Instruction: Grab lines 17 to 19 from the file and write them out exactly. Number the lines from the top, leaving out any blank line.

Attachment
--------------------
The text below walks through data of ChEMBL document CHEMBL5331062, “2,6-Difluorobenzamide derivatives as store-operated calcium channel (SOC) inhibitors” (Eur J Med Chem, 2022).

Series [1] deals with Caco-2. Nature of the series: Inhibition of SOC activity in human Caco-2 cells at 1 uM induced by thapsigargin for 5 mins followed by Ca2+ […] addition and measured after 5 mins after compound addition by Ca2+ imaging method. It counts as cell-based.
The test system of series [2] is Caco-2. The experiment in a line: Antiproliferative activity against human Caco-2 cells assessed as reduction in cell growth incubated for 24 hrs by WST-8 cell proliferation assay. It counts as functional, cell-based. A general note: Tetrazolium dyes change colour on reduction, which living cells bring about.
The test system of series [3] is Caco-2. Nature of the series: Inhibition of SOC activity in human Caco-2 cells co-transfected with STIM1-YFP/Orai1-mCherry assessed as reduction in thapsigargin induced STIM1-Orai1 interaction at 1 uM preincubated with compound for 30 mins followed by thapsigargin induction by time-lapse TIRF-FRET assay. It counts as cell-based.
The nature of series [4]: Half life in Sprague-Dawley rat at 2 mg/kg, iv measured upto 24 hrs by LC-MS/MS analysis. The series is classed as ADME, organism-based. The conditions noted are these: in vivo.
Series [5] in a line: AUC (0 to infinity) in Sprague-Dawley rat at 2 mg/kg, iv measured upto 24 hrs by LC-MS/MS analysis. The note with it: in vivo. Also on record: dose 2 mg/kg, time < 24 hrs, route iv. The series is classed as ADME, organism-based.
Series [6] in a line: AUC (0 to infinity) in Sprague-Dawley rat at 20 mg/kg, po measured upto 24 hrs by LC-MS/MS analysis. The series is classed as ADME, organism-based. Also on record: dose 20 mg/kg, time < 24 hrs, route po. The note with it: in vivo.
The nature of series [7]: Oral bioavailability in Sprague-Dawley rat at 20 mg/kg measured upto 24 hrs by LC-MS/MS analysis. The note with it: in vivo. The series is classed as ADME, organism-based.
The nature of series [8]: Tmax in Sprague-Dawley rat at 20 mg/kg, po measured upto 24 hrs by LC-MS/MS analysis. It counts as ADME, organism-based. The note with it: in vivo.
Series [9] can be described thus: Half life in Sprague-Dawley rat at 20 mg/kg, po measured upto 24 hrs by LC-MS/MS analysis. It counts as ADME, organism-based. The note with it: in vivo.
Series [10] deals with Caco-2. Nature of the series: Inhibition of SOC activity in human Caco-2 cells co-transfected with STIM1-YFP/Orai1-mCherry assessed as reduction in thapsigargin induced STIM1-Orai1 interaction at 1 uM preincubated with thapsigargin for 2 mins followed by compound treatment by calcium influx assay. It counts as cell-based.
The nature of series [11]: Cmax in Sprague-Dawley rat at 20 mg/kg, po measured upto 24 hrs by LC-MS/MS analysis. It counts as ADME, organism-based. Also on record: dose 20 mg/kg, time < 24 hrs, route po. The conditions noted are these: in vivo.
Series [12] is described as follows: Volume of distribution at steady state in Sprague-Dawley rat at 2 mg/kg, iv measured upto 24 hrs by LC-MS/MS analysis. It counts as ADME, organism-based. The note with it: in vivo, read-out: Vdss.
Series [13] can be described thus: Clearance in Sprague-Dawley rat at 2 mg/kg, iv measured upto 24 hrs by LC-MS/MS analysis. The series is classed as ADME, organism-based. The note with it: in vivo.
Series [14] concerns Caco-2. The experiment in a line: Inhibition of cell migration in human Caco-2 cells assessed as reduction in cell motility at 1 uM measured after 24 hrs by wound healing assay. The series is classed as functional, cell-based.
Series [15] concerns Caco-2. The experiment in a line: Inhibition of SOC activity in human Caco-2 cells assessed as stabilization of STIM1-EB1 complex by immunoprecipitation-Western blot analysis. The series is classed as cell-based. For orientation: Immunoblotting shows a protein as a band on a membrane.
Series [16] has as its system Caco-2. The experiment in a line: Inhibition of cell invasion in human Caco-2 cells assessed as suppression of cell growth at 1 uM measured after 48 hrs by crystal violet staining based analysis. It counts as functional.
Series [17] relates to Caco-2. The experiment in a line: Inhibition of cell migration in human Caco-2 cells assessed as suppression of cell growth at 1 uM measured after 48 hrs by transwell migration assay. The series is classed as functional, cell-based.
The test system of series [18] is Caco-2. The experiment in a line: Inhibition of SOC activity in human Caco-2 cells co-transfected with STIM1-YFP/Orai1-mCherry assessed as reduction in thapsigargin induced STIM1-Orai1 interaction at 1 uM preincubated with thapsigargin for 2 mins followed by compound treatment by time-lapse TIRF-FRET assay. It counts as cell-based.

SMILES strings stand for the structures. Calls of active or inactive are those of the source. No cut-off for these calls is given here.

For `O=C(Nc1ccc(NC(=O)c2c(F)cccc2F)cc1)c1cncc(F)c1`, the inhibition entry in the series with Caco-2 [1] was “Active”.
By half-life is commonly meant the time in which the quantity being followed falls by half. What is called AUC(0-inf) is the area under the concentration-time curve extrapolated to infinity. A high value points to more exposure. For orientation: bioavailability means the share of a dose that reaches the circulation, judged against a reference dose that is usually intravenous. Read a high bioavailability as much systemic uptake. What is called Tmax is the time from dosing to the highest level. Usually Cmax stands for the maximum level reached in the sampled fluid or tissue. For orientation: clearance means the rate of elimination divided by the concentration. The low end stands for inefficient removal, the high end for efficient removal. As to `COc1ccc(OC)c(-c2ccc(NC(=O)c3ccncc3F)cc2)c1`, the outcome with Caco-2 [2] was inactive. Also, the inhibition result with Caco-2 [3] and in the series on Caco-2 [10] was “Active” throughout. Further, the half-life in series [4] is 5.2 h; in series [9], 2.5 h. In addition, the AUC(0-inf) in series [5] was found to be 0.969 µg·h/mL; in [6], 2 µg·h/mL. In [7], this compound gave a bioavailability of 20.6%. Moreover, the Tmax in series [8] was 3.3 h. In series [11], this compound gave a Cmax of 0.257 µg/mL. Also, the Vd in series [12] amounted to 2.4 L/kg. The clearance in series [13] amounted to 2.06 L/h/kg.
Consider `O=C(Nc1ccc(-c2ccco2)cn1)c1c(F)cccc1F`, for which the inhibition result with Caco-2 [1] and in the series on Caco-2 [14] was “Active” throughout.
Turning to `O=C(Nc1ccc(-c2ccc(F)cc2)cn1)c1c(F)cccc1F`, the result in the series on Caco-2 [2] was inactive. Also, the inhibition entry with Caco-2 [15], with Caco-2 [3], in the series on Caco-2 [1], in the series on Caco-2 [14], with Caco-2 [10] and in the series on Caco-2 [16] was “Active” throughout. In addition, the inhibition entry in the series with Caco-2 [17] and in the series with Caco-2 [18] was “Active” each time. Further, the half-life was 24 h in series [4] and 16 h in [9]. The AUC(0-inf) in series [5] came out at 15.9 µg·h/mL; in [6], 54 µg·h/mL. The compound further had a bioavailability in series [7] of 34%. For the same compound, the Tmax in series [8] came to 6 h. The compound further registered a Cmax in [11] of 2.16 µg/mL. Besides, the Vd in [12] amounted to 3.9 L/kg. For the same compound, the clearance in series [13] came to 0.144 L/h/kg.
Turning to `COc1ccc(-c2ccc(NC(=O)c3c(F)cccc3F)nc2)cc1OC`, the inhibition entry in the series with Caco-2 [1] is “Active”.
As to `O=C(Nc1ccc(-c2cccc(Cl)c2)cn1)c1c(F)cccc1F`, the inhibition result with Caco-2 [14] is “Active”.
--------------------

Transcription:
Series [16] has as its system Caco-2. The experiment in a line: Inhibition of cell invasion in human Caco-2 cells assessed as suppression of cell growth at 1 uM measured after 48 hrs by crystal violet staining based analysis. It counts as functional.
Series [17] relates to Caco-2. The experiment in a line: Inhibition of cell migration in human Caco-2 cells assessed as suppression of cell growth at 1 uM measured after 48 hrs by transwell migration assay. The series is classed as functional, cell-based.
The test system of series [18] is Caco-2. The experiment in a line: Inhibition of SOC activity in human Caco-2 cells co-transfected with STIM1-YFP/Orai1-mCherry assessed as reduction in thapsigargin induced STIM1-Orai1 interaction at 1 uM preincubated with thapsigargin for 2 mins followed by compound treatment by time-lapse TIRF-FRET assay. It counts as cell-based.